My first experience was with a group of about 20 women, ages 25 to 60, who conduct workshops and training sessions in their communities about issues affecting families. They had asked me to speak with them about my book When You're Not Expecting, and I encouraged them to ask questions and offer observations during the course of my presentation. Well, I had only spoken a few moments when the conversation turned quite quickly to their own personal experiences with infertility. Who would have imagined that 15 of these women had difficulties conceiving, pregnancy lossses, or lived in a childfree marriage? No matter what the experience was for each, the way in which they shared their infertility experiences ultimately came down to "It's not what I expected, but I know I am a more understanding and compassionate adult because of learning how to come to terms with my infertility." Personal examples ranged from adapting professional goals so they could be more generous in helping troubled families to ways that they redefined their own families that put them in closer touch with young nieces and nephews. The tone of the meeting was definitely upbeat, although there was a fair amount of Kleenex passed around the table as various women delved into their emotions to connect with the shared topic of infertility. What struck me very poignantly was how each person disclosing her thoughts had moved from emotional pain to resilience as she found a new way of shaping her future than the one she initially had envisioned.
My second experience this week occurred when I was interviewed live on our local public radio station about my book. Call-ins are a part of this particular radio hour and, once again, the callers shared their infertility and adoption experiences. One man expressed with zest how the pain of his infertility was eclipsed by the joy of adoption; a female caller spoke matter-of-factly about medical reasons that she could not risk a pregnancy, sharing her sadness that her husband's curly red hair wouldn't be passed along to their children, then moving on to talk about the emotional happiness her family shared 25 years ago as they adopted their two children.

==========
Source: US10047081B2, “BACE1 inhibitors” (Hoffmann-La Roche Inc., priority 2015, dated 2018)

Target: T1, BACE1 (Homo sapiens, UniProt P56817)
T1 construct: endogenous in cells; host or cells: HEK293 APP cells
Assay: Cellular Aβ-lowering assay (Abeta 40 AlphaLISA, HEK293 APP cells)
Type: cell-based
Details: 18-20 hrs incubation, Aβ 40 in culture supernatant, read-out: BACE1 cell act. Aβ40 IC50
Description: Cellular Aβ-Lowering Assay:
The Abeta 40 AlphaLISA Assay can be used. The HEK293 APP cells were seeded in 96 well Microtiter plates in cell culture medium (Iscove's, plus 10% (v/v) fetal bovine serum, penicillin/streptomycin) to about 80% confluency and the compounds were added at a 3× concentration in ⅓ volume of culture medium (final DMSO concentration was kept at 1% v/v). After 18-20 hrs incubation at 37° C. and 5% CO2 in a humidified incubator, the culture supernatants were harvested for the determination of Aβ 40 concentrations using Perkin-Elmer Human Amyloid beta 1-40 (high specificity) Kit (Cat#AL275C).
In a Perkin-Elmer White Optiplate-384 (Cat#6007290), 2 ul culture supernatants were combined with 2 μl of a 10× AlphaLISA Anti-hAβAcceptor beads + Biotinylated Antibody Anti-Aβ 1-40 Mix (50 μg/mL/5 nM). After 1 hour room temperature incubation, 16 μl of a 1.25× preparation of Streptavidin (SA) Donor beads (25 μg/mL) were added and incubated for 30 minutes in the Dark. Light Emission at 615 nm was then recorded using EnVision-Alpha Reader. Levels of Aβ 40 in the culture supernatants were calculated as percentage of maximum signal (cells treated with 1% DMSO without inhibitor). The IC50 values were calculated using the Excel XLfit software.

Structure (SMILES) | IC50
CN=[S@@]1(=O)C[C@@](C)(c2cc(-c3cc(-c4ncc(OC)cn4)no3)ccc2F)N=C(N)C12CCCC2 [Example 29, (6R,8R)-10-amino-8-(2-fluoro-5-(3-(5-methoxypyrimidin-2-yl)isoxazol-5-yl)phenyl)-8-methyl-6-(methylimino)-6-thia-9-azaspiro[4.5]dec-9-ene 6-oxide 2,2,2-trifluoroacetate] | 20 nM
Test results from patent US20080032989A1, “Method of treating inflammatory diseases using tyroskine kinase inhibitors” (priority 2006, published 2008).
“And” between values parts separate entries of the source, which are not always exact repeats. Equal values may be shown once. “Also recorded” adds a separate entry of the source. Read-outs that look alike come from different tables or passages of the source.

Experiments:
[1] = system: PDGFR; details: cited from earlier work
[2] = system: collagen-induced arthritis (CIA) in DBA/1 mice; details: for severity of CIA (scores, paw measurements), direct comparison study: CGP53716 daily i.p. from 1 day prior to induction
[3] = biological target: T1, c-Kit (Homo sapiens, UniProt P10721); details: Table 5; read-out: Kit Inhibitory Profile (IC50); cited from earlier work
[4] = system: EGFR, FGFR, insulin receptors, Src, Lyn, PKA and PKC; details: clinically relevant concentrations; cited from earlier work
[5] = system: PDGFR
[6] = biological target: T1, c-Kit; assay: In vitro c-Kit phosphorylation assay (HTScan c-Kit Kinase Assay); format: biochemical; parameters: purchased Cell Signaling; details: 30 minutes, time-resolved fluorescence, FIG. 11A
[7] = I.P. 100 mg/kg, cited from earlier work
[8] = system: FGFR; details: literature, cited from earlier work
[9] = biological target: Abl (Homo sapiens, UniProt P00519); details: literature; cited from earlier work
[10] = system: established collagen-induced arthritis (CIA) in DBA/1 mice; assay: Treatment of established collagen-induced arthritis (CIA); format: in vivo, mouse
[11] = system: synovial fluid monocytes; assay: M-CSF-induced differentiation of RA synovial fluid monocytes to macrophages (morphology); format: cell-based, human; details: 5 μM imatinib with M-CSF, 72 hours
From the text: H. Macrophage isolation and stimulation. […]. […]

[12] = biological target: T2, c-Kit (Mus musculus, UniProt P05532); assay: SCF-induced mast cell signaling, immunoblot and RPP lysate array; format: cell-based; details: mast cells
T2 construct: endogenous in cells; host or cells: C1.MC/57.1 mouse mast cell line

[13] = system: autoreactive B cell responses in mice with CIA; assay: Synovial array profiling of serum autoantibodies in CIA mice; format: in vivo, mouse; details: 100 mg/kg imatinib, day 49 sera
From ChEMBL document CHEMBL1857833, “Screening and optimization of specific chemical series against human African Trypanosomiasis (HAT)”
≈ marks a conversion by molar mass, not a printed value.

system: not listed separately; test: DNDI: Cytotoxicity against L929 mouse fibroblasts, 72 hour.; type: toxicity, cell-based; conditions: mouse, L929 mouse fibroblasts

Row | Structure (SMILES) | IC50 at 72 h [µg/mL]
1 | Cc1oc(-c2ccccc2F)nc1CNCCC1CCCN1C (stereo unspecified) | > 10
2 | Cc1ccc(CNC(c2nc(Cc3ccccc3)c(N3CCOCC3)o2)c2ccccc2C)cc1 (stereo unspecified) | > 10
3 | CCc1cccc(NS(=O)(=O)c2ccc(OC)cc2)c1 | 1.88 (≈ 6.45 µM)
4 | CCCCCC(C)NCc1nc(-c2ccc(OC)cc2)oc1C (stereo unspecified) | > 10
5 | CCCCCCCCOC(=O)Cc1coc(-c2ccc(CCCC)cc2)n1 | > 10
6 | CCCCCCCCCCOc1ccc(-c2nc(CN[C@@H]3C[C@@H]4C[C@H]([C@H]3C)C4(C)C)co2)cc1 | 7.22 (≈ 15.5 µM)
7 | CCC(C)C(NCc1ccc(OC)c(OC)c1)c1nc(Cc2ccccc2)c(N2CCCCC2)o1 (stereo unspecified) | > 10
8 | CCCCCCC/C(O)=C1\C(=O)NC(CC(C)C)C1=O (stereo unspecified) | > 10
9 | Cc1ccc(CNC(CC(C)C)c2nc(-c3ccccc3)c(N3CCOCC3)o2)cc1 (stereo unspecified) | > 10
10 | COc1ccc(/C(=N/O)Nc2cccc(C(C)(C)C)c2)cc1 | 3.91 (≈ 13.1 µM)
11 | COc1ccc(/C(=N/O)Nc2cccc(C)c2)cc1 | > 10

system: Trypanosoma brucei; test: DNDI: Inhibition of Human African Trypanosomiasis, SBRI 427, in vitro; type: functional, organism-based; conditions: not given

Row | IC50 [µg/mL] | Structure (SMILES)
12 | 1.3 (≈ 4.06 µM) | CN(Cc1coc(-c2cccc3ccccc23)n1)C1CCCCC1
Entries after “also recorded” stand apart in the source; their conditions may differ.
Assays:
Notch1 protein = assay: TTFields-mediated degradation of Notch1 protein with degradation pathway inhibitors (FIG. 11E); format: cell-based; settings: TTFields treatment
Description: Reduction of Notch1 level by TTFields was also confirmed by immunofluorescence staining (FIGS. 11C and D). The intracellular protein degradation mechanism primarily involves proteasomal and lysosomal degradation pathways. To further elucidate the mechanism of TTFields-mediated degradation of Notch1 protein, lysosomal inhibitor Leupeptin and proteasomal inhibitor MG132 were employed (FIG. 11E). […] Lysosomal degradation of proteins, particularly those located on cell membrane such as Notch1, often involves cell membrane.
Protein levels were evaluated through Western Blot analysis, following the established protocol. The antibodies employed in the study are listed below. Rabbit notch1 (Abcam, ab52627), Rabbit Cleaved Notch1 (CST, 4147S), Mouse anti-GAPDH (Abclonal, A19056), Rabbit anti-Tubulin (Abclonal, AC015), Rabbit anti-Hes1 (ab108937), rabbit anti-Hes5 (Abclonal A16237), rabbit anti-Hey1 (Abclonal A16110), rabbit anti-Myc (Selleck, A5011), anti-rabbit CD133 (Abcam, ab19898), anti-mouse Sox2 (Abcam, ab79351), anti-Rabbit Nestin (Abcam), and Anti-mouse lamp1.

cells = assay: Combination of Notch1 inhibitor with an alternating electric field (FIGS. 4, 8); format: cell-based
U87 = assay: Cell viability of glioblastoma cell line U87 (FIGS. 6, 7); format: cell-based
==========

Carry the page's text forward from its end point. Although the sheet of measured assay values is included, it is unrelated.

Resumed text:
In both of these experiences I was taken with how easily people could delve into their pasts and retrieve memories of unanticipated reproductive losses, the need to regroup emotionally, the capacity to find a new pathway, and the emotional growth that they now attribute to their infertility journey. I hope this can be especially heartening to any readers who are trying to make sense of your own infertility, since it is clear that emotional upheaval is expectable, but emotional resilience also can be an outcome of infertility.